Finding Clearance above a ridge
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Finding Clearance above a ridge
Hi, I am currently working through the Sharper Ege Commercial Pilot exam prep, but I can't seem to figure out this question:
Your Altimeter indicates an altitude of 7000 feet, with an altimeter setting of 29.42 (based on a station at sea level) while flying above a ridge which is 5000 AMSL. The outside air temperature is 20 degrees celsius. Your clearence above the ridge is :
A.)1,950'
B.)1,500'
C.)1,100'
D.)400'
Is this just a matter of finding True Altitude? Any suggestions?
thanks
Your Altimeter indicates an altitude of 7000 feet, with an altimeter setting of 29.42 (based on a station at sea level) while flying above a ridge which is 5000 AMSL. The outside air temperature is 20 degrees celsius. Your clearence above the ridge is :
A.)1,950'
B.)1,500'
C.)1,100'
D.)400'
Is this just a matter of finding True Altitude? Any suggestions?
thanks
Re: Finding Clearance above a ridge
Of the top of my head, I would say A, based on the cold weather correction factor.
Success in life is when the cognac that you drink is older than the women you drink it with.

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Re: Finding Clearance above a ridge
The formula to find height above a ridge is as follows:
((Indicated Alt  Ground Elevation) / 1000) X Difference between ICAO and actual temp X 4 = amount to be subtracted from indicated altitude.
This gives true altitude. Take your true altitude, subtract it from the height of the ridge and you have your clearance.
((Indicated Alt  Ground Elevation) / 1000) X Difference between ICAO and actual temp X 4 = amount to be subtracted from indicated altitude.
This gives true altitude. Take your true altitude, subtract it from the height of the ridge and you have your clearance.
 Beefitarian
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Re:
You do not need to clear the rige, but pass the ...*&^ exam...Beefitarian wrote:Sure but if that ridge isn't going down in relation to the bug on the windscreen start your turn!
"Don't worry I calculated 1873 feet clearance." CRUNCH.
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Re: Finding Clearance above a ridge
DH 1's formula is not for exam purposes, it's for real life.
TDFS (or temp diff from standard) X 4 (a constant) X altitude (in thousands) = altitude correction, in this case
21 degrees (7x2=14, 1514=1, 20 is 21 below standard) X 4 X 2 (thousand feet AGL) = 168 ' correction. 2000' AGL  168 = 1832' AGL
This calculation will always leave you higher than actual altitude but it's just a rule of thumb so for exam you need to use the cold temp correction chart from the CAP but that requires knowing your height AAE which was not given. So I call SQ. (stupid question)
I believe the altimeter setting is just there to throw you off. If it said "you have descended from FL 250 and forgot to reset your sub scale to aerodrome elevation..." or "...you are flying in the standard pressure region..." then you'd be doing a non standard pressure calculation as well...from high to low lookout below.
TDFS (or temp diff from standard) X 4 (a constant) X altitude (in thousands) = altitude correction, in this case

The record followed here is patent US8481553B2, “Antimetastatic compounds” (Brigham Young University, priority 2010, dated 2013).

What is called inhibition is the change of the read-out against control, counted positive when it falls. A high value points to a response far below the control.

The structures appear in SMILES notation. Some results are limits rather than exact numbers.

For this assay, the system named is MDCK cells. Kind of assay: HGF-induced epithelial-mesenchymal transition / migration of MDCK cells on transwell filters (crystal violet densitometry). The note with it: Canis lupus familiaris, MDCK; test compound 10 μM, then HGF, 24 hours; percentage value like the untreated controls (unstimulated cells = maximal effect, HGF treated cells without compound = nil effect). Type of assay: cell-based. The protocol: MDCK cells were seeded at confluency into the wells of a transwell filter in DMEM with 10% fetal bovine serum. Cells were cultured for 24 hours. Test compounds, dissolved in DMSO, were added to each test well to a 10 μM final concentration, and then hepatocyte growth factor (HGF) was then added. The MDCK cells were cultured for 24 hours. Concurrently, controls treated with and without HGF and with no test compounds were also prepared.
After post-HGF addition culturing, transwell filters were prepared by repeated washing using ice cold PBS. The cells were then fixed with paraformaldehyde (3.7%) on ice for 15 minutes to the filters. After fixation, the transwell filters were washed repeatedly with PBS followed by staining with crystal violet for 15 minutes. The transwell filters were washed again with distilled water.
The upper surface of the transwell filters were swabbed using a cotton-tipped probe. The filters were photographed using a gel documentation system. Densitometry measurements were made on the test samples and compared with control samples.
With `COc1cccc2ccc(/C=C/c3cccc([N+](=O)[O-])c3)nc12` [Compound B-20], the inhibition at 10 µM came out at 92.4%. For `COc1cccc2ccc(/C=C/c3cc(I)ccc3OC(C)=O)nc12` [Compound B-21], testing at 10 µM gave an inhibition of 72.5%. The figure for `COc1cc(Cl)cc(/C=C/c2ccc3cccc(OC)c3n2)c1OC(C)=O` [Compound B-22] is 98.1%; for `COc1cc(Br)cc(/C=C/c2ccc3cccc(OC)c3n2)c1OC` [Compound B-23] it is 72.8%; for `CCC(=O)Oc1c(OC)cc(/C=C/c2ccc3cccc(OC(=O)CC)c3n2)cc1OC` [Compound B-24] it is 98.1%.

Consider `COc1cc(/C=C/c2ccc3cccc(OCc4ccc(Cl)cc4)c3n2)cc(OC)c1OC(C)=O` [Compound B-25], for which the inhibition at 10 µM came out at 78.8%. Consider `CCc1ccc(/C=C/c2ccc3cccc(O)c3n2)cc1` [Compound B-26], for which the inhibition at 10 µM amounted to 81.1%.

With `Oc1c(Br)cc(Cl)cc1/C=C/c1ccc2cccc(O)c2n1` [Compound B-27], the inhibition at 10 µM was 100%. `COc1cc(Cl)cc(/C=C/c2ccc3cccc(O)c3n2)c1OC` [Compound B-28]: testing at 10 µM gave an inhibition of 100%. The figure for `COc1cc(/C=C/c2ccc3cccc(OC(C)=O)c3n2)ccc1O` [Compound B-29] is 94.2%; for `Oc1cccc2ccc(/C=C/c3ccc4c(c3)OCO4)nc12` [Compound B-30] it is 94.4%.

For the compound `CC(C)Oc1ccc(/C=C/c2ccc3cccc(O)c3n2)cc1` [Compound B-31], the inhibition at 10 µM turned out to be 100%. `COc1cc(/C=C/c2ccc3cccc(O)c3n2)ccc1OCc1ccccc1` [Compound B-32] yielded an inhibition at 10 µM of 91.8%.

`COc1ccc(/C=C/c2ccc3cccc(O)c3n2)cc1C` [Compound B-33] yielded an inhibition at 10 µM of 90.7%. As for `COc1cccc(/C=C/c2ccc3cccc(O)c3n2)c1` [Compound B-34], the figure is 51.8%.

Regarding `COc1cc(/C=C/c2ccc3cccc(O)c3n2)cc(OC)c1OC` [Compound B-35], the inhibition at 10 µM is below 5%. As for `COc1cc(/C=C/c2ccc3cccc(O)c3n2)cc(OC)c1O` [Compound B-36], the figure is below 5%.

21 degrees (7x2=14, 1514=1, 20 is 21 below standard) X 4 X 2 (thousand feet AGL) = 168 ' correction. 2000' AGL  168 = 1832' AGL
This calculation will always leave you higher than actual altitude but it's just a rule of thumb so for exam you need to use the cold temp correction chart from the CAP but that requires knowing your height AAE which was not given. So I call SQ. (stupid question)
I believe the altimeter setting is just there to throw you off. If it said "you have descended from FL 250 and forgot to reset your sub scale to aerodrome elevation..." or "...you are flying in the standard pressure region..." then you'd be doing a non standard pressure calculation as well...from high to low lookout below.
Re: Finding Clearance above a ridge
I recall that Natural Resources, from which the terrain on aviation maps in Canada are derived, is rounded to the nearest 100m... so answer B (1500') does make sense even though your calculation comes to 1832'
Re: Finding Clearance above a ridge
Guys  this question is meant to be solved with an E6B.
You do not need nor do you want to use the cold weather correction charts in the CAP GEN for the CPL exam  they won't even be provided to you.
The original poster is correct, it is simply a matter of finding your TRUE altitude with your E6B and then figuring out the difference between that and your ridge height above sea level. For that you need the altimeter setting to calculate your pressure altitude.
start with that:
29.92  29.42 = .5 x 1000 = +500'
so pressure altitude is 7,500'
On your E6B you take your pressure altitude and line it up with the outside air temp in the altitude correction window. Calibrated/Indicated Altitude on the inner scale (7000'), gives a TRUE altitude of ~6,500'.
Therefore the clearance over the ridge @ 5000' AMSL is 1,500'. Answer is B.
You don't really get into the cold weather correction charts until the INRAT.
You do not need nor do you want to use the cold weather correction charts in the CAP GEN for the CPL exam  they won't even be provided to you.
The original poster is correct, it is simply a matter of finding your TRUE altitude with your E6B and then figuring out the difference between that and your ridge height above sea level. For that you need the altimeter setting to calculate your pressure altitude.
start with that:
29.92  29.42 = .5 x 1000 = +500'
so pressure altitude is 7,500'